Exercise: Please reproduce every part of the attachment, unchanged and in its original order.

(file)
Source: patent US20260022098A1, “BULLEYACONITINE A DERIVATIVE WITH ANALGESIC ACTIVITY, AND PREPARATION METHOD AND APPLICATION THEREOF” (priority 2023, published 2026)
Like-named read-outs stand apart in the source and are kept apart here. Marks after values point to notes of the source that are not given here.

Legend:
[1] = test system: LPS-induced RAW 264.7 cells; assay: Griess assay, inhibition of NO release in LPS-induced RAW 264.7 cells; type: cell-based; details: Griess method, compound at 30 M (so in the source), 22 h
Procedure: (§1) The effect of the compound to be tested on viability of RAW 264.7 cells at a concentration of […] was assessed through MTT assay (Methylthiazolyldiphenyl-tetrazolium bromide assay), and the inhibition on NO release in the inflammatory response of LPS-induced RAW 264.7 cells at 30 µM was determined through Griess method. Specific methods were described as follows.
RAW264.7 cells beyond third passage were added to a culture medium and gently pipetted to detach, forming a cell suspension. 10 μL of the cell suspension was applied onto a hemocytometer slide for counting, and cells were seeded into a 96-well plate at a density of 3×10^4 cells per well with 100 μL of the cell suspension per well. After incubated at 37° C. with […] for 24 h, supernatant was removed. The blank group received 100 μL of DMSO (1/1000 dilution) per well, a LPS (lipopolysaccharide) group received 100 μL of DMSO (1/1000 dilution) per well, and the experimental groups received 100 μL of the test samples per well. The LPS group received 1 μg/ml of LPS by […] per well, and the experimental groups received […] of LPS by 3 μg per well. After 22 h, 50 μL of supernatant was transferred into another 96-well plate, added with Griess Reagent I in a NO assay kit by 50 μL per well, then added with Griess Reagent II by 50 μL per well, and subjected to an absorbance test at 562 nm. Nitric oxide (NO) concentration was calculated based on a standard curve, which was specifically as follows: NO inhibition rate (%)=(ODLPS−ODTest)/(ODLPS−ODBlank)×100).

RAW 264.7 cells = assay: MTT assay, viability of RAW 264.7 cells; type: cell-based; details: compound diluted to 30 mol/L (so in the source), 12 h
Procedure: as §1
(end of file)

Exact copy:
Source: patent US20260022098A1, “BULLEYACONITINE A DERIVATIVE WITH ANALGESIC ACTIVITY, AND PREPARATION METHOD AND APPLICATION THEREOF” (priority 2023, published 2026)
Like-named read-outs stand apart in the source and are kept apart here. Marks after values point to notes of the source that are not given here.

Legend:
[1] = test system: LPS-induced RAW 264.7 cells; assay: Griess assay, inhibition of NO release in LPS-induced RAW 264.7 cells; type: cell-based; details: Griess method, compound at 30 M (so in the source), 22 h
Procedure: (§1) The effect of the compound to be tested on viability of RAW 264.7 cells at a concentration of […] was assessed through MTT assay (Methylthiazolyldiphenyl-tetrazolium bromide assay), and the inhibition on NO release in the inflammatory response of LPS-induced RAW 264.7 cells at 30 µM was determined through Griess method. Specific methods were described as follows.
RAW264.7 cells beyond third passage were added to a culture medium and gently pipetted to detach, forming a cell suspension. 10 μL of the cell suspension was applied onto a hemocytometer slide for counting, and cells were seeded into a 96-well plate at a density of 3×10^4 cells per well with 100 μL of the cell suspension per well. After incubated at 37° C. with […] for 24 h, supernatant was removed. The blank group received 100 μL of DMSO (1/1000 dilution) per well, a LPS (lipopolysaccharide) group received 100 μL of DMSO (1/1000 dilution) per well, and the experimental groups received 100 μL of the test samples per well. The LPS group received 1 μg/ml of LPS by […] per well, and the experimental groups received […] of LPS by 3 μg per well. After 22 h, 50 μL of supernatant was transferred into another 96-well plate, added with Griess Reagent I in a NO assay kit by 50 μL per well, then added with Griess Reagent II by 50 μL per well, and subjected to an absorbance test at 562 nm. Nitric oxide (NO) concentration was calculated based on a standard curve, which was specifically as follows: NO inhibition rate (%)=(ODLPS−ODTest)/(ODLPS−ODBlank)×100).

RAW 264.7 cells = assay: MTT assay, viability of RAW 264.7 cells; type: cell-based; details: compound diluted to 30 mol/L (so in the source), 12 h
Procedure: as §1